Robert V. Binder

Technical Equity

March 27, 2012  |  Blog, Business, Process, Software Products

A pile of shiny gold barsTechnical Equity is the value that accrues when a software system is well-formed.  Instead of burdening you with unnecessary excess cost, your codebase works for you. Technical equity pays dividends: you avoid wasted effort and the consequences of buggy releases, and gain the advantage of releasing sooner and/or with more features, for the same cost.  It is the opposite of technical debt.  It is manifested in better than average productivity and lower than average bug escapes.  Instead of code that bleeds you dry, you create an asset that produces value.

The concept of technical debt has certainly gotten a lot of mindshare.  But even if your codebase is debt-free, that’s not enough. We should seek to maximize technical equity.

While it takes focus and skill, it often takes less work (cost) to produce technical equity than to go into technical debt.  The value-building practices are nothing new or secret.

  • Build the right “it:” know the user’s problem and engineer requirements accordingly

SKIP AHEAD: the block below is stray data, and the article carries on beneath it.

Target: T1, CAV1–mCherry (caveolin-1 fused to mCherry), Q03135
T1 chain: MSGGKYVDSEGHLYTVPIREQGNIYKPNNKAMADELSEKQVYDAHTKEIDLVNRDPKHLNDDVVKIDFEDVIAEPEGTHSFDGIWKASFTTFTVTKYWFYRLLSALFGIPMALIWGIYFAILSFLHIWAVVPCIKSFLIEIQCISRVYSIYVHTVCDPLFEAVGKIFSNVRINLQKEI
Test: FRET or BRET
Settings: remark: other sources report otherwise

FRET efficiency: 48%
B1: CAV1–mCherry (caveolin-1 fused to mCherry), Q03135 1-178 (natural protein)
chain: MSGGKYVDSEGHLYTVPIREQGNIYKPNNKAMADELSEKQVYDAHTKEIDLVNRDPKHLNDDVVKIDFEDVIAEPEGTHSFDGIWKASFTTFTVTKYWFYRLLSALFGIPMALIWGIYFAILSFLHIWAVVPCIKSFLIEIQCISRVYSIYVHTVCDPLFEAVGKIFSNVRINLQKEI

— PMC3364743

• Design a coherent and rationalized system architecture to solve the real problem
  • Consistently produce well-structured code: high cohesion, low coupling, absence of code smells, minimal complexity
  • High code readability and documentation of intent
  • Clean out dumb bugs with routine use of static analyzers
  • Consistently produce robust code that handles errors, bad input, and exceptions correctly
  • Consistently, frequently, and automatically test code to achieve both high black box and white box coverage
  • Scope increments, iterations, or sprints to manage risk

The secrets of technical equity are not secrets — they’ve been advocated for over thirty years by thousands of well-known and anonymous software engineers and their management.  They do not require exotic or arcane knowledge. They do not require a huge and expensive investment in tools or training (some is necessary.)  But they do take clarity of purpose and sustained, disciplined focus.

So instead of trying to avoid technical debt, try to build technical equity.  Accentuate the positive.

Model-based testing is a significant new tool for creating technical equity — more about that in my next post.


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